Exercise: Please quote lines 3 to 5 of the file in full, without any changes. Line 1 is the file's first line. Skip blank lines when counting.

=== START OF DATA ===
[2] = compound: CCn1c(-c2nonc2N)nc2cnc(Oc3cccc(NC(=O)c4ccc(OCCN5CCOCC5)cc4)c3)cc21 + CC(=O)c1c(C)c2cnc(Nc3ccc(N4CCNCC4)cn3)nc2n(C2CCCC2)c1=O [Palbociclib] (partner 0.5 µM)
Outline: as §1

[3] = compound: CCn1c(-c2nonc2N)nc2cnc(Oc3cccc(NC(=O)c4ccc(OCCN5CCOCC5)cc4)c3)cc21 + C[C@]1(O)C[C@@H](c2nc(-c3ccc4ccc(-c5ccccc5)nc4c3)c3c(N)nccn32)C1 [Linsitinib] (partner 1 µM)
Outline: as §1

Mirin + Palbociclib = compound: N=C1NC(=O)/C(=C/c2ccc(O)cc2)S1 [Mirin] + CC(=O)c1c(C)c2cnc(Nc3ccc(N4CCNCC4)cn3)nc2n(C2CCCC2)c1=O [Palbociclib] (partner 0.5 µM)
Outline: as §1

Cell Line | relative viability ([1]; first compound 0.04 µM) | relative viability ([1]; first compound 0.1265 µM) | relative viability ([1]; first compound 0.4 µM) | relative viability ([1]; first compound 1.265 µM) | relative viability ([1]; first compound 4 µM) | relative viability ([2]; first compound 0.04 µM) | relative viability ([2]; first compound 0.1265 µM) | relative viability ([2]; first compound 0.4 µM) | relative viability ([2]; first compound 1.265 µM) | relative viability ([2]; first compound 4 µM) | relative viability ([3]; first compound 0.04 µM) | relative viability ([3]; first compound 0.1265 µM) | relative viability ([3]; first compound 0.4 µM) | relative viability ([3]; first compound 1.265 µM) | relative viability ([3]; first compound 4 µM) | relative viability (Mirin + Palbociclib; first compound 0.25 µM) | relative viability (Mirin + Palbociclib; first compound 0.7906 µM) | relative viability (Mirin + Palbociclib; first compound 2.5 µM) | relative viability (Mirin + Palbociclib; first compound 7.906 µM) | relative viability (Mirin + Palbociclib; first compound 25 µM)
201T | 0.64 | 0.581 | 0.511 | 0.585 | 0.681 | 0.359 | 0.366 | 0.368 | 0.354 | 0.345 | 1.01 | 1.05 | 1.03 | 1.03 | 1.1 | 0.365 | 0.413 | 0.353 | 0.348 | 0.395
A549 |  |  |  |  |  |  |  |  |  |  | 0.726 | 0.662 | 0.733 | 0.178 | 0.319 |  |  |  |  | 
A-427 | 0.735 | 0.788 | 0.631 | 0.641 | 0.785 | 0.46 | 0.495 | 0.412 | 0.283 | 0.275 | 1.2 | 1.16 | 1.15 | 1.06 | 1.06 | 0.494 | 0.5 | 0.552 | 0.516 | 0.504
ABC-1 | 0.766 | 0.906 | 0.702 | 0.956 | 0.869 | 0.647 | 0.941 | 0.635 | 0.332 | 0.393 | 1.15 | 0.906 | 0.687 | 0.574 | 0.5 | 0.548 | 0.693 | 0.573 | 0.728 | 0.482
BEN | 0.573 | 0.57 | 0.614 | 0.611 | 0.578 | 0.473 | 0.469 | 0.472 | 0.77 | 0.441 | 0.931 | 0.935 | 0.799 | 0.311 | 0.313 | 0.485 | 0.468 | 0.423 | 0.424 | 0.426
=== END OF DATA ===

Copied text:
[3] = compound: CCn1c(-c2nonc2N)nc2cnc(Oc3cccc(NC(=O)c4ccc(OCCN5CCOCC5)cc4)c3)cc21 + C[C@]1(O)C[C@@H](c2nc(-c3ccc4ccc(-c5ccccc5)nc4c3)c3c(N)nccn32)C1 [Linsitinib] (partner 1 µM)
Outline: as §1

Mirin + Palbociclib = compound: N=C1NC(=O)/C(=C/c2ccc(O)cc2)S1 [Mirin] + CC(=O)c1c(C)c2cnc(Nc3ccc(N4CCNCC4)cn3)nc2n(C2CCCC2)c1=O [Palbociclib] (partner 0.5 µM)